- Event name, e.g. .
- The handler function.
- An optional argument, the “phase” for the handler to work. To be covered later. Usually we don’t use it.
To remove the handler, use :
To remove a handler we should pass exactly the same function as was assigned.
That doesn’t work:
The handler won’t be removed, because gets another function – with the same code, but that doesn’t matter.
Here’s the right way:
Please note – if we don’t store the function in a variable, then we can’t remove it. There’s no way to “read back” handlers assigned by .
Multiple calls to allow to add multiple handlers, like this:
As we can see in the example above, we can set handlers both using a DOM-property and . But generally we use only one of these ways.
There exist events that can’t be assigned via a DOM-property. Must use .
For instance, the event (CSS animation finished) is like that.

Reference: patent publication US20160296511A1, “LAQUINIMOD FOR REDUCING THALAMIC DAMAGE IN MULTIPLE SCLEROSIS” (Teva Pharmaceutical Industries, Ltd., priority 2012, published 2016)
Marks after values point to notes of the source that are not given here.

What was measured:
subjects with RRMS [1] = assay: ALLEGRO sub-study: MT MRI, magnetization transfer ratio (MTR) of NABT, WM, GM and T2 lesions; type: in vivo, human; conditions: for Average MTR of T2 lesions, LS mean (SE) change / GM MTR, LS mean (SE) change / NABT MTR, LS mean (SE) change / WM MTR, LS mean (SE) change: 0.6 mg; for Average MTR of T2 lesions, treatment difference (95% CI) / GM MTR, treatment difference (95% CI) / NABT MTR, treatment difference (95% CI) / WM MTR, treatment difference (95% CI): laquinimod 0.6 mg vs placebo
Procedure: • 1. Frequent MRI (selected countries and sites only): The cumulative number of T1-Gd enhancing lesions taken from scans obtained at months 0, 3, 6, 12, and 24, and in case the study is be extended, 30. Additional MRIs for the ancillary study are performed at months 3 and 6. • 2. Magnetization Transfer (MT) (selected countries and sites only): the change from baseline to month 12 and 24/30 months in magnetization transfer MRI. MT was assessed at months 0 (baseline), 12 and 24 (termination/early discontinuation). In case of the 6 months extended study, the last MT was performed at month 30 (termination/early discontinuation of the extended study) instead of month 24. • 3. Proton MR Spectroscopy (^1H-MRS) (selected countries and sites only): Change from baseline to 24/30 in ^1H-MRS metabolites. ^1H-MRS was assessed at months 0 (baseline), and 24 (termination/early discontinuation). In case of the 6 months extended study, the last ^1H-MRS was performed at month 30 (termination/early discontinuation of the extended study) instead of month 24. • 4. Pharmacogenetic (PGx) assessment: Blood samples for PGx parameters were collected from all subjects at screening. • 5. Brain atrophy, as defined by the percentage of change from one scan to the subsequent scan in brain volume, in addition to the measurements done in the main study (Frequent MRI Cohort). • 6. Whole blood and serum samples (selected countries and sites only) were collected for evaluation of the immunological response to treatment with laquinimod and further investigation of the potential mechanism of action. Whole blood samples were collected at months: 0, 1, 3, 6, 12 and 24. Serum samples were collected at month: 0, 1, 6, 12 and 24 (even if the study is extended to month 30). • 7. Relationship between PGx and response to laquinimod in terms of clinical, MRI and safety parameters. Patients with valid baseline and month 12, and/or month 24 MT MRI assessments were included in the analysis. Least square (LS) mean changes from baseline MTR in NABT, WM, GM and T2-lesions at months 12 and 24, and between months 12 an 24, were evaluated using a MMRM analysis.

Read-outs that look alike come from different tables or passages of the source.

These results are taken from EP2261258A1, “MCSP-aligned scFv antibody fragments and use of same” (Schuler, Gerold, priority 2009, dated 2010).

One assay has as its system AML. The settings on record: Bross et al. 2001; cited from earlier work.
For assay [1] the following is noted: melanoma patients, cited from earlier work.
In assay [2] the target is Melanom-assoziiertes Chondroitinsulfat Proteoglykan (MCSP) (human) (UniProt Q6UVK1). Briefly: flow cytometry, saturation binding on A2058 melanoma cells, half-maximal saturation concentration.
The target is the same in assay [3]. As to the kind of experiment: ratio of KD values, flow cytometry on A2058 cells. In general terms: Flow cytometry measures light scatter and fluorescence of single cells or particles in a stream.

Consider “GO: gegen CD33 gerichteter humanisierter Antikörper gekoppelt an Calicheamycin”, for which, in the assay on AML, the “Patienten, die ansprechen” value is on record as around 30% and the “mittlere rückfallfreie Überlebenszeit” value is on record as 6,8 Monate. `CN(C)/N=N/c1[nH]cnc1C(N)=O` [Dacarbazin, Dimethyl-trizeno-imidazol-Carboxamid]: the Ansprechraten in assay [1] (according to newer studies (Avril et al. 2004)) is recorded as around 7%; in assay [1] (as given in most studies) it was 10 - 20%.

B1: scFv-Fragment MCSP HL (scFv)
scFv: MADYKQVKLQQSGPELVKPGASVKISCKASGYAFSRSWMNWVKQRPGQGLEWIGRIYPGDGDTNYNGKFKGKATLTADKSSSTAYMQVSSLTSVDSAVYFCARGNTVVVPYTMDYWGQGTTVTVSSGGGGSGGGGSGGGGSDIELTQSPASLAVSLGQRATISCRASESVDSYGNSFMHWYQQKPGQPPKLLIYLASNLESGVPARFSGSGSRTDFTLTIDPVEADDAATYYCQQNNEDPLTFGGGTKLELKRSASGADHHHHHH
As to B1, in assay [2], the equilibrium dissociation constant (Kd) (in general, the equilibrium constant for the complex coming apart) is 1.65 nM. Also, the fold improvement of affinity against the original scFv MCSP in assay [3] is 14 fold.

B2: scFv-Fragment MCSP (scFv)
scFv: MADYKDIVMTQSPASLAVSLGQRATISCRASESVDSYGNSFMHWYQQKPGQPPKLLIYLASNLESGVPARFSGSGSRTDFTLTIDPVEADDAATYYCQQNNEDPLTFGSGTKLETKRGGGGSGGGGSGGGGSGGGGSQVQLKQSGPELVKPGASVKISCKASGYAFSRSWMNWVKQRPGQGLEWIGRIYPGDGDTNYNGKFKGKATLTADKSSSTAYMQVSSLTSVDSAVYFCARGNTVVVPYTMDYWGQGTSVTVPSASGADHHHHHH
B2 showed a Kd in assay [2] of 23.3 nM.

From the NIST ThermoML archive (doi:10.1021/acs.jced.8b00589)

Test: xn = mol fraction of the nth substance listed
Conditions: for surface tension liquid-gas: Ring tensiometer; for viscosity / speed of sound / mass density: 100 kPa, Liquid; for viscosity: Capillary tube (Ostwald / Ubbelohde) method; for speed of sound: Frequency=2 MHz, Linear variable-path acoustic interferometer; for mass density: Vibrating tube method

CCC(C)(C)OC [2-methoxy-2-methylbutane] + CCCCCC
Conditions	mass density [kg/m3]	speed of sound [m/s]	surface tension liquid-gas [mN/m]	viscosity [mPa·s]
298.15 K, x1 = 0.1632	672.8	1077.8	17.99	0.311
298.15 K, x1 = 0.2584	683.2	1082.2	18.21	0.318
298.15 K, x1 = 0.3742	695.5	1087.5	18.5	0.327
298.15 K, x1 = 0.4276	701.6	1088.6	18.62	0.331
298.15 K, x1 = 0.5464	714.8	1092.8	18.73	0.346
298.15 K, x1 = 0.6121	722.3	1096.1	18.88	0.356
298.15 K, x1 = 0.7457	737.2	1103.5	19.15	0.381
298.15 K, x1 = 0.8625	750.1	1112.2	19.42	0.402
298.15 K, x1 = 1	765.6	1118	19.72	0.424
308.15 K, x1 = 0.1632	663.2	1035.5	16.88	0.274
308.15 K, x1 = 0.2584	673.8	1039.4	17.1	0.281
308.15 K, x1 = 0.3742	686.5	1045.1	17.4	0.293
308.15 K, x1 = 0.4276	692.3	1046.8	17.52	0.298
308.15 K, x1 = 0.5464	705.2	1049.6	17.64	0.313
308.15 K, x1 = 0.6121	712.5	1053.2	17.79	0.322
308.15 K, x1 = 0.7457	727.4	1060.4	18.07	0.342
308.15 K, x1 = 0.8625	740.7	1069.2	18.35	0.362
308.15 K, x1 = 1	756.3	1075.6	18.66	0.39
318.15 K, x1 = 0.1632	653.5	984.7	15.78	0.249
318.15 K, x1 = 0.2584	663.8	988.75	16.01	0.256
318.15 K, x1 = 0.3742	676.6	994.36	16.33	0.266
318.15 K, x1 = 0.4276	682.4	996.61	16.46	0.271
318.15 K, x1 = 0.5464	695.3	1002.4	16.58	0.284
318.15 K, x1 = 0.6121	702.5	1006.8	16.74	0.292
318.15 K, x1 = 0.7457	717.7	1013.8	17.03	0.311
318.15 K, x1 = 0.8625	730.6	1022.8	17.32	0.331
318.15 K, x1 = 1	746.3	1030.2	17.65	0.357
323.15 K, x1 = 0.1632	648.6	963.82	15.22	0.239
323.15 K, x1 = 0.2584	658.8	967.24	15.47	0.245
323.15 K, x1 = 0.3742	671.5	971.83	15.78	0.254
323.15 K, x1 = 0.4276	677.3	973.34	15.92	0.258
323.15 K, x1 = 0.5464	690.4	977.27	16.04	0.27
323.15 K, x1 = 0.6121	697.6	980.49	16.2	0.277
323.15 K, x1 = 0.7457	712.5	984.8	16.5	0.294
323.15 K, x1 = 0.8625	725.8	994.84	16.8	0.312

Try the code below. In most browsers only the second handler works, not the first one.
To properly handle an event we’d want to know more about what’s happened. Not just a “click” or a “keypress”, but what were the pointer coordinates? Which key was pressed? And so on.
When an event happens, the browser creates an event object, puts details into it and passes it as an argument to the handler.
Here’s an example of getting mouse coordinates from the event object:
Some properties of object:
- Event type, here it’s .
- Element that handled the event. That’s exactly the same as , unless you bind to something else, and then becomes useful.
- Window-relative coordinates of the cursor, for mouse events.
There are more properties. They depend on the event type, so we’ll study them later when come to different events in details.
If we assign a handler in HTML, we can also use the object, like this: